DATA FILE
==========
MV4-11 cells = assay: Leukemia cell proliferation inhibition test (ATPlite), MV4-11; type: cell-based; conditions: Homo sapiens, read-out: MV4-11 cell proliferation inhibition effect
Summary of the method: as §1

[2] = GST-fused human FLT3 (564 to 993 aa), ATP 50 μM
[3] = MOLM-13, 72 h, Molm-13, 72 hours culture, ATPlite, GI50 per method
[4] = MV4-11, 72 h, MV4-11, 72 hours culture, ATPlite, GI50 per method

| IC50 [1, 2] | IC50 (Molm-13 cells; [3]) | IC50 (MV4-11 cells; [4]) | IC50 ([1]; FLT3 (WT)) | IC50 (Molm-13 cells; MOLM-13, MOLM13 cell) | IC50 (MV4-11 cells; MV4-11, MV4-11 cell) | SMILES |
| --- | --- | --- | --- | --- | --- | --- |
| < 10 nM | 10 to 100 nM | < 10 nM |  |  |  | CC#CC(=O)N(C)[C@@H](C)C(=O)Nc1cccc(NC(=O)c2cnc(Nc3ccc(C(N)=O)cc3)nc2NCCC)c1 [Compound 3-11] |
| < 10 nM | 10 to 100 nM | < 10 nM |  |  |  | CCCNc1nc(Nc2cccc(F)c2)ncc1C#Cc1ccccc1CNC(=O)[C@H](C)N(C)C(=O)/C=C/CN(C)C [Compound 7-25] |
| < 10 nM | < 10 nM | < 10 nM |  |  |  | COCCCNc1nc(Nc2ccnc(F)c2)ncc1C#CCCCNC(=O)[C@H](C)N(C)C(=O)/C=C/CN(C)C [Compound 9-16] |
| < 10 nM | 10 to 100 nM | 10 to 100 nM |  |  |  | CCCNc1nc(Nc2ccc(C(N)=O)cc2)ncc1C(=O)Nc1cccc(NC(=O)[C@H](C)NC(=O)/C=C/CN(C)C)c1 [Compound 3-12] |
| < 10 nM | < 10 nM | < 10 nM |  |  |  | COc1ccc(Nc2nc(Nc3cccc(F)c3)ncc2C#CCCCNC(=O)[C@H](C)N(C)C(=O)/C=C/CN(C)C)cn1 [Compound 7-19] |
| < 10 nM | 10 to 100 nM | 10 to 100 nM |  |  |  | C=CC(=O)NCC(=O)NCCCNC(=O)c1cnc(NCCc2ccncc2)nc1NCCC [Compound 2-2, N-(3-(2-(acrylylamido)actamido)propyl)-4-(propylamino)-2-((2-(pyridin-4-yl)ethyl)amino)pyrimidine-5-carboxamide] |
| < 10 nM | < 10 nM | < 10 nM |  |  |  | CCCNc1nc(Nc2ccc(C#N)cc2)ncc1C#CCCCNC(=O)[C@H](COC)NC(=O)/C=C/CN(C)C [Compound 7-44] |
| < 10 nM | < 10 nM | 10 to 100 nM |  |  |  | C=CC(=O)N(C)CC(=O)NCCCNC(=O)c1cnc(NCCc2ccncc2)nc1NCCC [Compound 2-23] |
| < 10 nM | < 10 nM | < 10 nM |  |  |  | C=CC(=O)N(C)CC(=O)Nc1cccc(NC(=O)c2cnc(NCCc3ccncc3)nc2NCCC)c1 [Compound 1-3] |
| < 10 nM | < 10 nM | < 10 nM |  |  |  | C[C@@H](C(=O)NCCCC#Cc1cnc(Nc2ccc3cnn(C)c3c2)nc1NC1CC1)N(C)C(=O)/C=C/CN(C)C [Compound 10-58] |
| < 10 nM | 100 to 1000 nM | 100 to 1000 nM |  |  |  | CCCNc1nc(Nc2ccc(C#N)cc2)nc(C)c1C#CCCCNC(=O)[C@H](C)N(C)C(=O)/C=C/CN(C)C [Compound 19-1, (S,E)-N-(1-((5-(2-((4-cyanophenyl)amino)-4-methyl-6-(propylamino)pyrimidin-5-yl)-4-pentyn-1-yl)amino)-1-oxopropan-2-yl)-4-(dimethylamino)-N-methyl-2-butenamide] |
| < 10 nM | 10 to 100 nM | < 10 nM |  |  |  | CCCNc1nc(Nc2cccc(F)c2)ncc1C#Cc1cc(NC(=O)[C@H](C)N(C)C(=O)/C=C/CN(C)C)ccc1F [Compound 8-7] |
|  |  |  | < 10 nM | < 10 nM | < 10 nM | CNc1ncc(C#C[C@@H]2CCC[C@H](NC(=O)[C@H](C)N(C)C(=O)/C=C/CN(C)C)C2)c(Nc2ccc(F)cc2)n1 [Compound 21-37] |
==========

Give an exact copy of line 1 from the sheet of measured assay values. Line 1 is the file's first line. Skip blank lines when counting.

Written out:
MV4-11 cells = assay: Leukemia cell proliferation inhibition test (ATPlite), MV4-11; type: cell-based; conditions: Homo sapiens, read-out: MV4-11 cell proliferation inhibition effect